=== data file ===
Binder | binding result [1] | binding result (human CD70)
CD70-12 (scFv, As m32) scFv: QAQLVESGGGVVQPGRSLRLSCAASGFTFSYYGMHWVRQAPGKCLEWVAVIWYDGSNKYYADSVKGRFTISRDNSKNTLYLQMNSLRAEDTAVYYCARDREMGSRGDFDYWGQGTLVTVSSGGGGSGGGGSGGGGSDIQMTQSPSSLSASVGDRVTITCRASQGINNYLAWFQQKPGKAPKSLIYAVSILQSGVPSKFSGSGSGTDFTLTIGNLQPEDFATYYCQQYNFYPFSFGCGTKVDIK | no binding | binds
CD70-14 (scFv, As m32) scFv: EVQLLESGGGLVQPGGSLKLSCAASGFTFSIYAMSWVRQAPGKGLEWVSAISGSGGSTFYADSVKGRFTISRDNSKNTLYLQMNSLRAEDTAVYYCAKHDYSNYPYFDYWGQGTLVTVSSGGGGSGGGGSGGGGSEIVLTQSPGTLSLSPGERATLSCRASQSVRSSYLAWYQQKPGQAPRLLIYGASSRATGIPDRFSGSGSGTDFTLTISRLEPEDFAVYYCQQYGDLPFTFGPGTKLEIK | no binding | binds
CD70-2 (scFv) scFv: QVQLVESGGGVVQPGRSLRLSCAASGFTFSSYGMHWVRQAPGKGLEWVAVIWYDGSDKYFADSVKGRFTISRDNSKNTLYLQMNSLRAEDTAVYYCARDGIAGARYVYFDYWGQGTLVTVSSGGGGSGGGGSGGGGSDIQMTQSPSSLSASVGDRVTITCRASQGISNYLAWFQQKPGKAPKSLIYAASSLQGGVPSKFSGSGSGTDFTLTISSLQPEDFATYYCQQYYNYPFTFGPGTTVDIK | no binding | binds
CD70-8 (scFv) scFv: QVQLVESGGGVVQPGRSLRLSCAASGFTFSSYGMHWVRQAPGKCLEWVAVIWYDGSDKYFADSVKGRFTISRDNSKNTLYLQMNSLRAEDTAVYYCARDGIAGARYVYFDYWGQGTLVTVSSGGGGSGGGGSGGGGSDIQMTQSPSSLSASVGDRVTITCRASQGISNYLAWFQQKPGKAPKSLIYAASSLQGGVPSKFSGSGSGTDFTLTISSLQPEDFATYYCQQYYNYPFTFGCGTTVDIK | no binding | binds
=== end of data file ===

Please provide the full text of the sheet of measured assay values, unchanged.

Binder | binding result [1] | binding result (human CD70)
CD70-12 (scFv, As m32) scFv: QAQLVESGGGVVQPGRSLRLSCAASGFTFSYYGMHWVRQAPGKCLEWVAVIWYDGSNKYYADSVKGRFTISRDNSKNTLYLQMNSLRAEDTAVYYCARDREMGSRGDFDYWGQGTLVTVSSGGGGSGGGGSGGGGSDIQMTQSPSSLSASVGDRVTITCRASQGINNYLAWFQQKPGKAPKSLIYAVSILQSGVPSKFSGSGSGTDFTLTIGNLQPEDFATYYCQQYNFYPFSFGCGTKVDIK | no binding | binds
CD70-14 (scFv, As m32) scFv: EVQLLESGGGLVQPGGSLKLSCAASGFTFSIYAMSWVRQAPGKGLEWVSAISGSGGSTFYADSVKGRFTISRDNSKNTLYLQMNSLRAEDTAVYYCAKHDYSNYPYFDYWGQGTLVTVSSGGGGSGGGGSGGGGSEIVLTQSPGTLSLSPGERATLSCRASQSVRSSYLAWYQQKPGQAPRLLIYGASSRATGIPDRFSGSGSGTDFTLTISRLEPEDFAVYYCQQYGDLPFTFGPGTKLEIK | no binding | binds
CD70-2 (scFv) scFv: QVQLVESGGGVVQPGRSLRLSCAASGFTFSSYGMHWVRQAPGKGLEWVAVIWYDGSDKYFADSVKGRFTISRDNSKNTLYLQMNSLRAEDTAVYYCARDGIAGARYVYFDYWGQGTLVTVSSGGGGSGGGGSGGGGSDIQMTQSPSSLSASVGDRVTITCRASQGISNYLAWFQQKPGKAPKSLIYAASSLQGGVPSKFSGSGSGTDFTLTISSLQPEDFATYYCQQYYNYPFTFGPGTTVDIK | no binding | binds
CD70-8 (scFv) scFv: QVQLVESGGGVVQPGRSLRLSCAASGFTFSSYGMHWVRQAPGKCLEWVAVIWYDGSDKYFADSVKGRFTISRDNSKNTLYLQMNSLRAEDTAVYYCARDGIAGARYVYFDYWGQGTLVTVSSGGGGSGGGGSGGGGSDIQMTQSPSSLSASVGDRVTITCRASQGISNYLAWFQQKPGKAPKSLIYAASSLQGGVPSKFSGSGSGTDFTLTISSLQPEDFATYYCQQYYNYPFTFGCGTTVDIK | no binding | binds